After breaking its record in 2014 and 2015, Spain again improved its annual number of organs transplanted, reaching the impressive amount of 4,818 transplants in 2016. 2,994 of them were kidney transplants, as reported by the Organización Nacional de Trasplantes (ONT).
In terms of organ donation, there were 43.4 organ donors per million inhabitants in 2016, while there were 39.7 donors per million in 2015. A high discrepancy in the levels of organ donations and organ transplantations is observable across the European Union, when comparing these numbers with the data for other EU Member States. According to the statistics published by the Spanish Health Ministry, the overall average for the EU is 19.6 donors per million people, the US average 26.6 pmp.
This news doesn’t come as a surprise, as Spain has been leading the global ranking regarding the number of organ transplants carried out in a year for over 25 years now.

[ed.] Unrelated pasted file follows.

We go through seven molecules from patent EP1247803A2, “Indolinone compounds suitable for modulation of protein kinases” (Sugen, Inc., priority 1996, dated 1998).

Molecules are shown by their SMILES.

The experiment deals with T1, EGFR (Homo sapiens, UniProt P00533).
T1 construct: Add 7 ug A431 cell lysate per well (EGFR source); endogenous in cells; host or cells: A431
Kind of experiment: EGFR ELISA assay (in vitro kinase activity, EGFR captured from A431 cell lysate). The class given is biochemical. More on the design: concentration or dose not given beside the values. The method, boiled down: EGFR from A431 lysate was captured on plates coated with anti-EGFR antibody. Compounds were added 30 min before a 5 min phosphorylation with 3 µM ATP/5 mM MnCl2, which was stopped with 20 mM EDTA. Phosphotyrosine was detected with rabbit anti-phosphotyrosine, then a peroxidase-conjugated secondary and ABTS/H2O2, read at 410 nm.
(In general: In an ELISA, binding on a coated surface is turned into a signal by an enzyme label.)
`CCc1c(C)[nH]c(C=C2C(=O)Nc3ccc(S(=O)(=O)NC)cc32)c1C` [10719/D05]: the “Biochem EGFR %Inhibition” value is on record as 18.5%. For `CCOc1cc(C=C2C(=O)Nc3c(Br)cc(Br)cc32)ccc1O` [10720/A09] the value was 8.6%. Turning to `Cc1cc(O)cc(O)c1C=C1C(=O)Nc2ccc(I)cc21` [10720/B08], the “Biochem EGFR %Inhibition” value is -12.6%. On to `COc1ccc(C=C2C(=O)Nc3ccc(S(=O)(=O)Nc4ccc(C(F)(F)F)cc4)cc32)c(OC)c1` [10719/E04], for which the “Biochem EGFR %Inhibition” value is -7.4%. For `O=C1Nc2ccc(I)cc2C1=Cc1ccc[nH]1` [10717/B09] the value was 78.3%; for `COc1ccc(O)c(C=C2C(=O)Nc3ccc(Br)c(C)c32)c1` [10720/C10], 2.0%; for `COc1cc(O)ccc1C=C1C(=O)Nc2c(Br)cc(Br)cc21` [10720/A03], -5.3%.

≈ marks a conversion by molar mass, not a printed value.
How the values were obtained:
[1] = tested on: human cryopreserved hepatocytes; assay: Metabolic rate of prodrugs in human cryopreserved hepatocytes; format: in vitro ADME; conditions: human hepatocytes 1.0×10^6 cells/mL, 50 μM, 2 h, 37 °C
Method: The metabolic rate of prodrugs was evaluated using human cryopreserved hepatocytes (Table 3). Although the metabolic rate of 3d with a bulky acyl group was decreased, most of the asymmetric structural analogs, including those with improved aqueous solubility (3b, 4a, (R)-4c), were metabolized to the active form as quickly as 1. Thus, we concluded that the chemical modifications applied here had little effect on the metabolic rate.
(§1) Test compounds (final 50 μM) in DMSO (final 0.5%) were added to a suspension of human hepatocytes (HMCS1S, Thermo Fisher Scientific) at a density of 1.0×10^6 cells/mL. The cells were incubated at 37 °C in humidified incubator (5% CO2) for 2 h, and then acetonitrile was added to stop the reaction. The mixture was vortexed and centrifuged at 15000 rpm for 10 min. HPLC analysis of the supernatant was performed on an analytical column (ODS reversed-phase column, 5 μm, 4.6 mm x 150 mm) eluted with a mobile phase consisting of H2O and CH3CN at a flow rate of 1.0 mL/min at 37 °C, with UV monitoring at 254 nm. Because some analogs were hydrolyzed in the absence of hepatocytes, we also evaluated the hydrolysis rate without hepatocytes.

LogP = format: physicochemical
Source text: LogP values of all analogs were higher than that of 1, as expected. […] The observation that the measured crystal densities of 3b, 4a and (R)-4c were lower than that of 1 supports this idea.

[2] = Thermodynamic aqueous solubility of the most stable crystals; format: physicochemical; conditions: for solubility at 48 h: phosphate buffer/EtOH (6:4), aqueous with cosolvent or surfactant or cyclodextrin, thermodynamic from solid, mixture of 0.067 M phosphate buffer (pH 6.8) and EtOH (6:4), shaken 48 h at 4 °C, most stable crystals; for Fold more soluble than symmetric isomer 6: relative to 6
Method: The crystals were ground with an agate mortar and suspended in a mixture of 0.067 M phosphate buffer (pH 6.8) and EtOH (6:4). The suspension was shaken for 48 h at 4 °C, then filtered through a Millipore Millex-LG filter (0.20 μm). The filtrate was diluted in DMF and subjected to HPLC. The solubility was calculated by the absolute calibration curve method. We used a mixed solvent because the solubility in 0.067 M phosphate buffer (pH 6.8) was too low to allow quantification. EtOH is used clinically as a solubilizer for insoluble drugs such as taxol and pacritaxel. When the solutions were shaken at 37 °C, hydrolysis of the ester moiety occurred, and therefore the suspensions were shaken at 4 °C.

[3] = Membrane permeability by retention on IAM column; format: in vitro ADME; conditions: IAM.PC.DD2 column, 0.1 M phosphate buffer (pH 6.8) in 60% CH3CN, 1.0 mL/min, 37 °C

The main question is how Spain could reach and maintain such a gold standard in organ donation and transplantation, while there have been significant cuts in public spending on health in the recent years, due to austerity measures following the economic crisis. A paper discussing this topic was published at the beginning of the year in the American Journal of Transplantation, with the aim to help other countries learn from the Spanish experience. The main Author of the article, Rafael Matesanz (director of the ONT), pointed at the importance of a “good organization in the process of deceased donation and continuous adaptations of the system to changes”. One should not underestimate the fact that Spain introduced the current “opt-out” system for organ donation already back in 1979.
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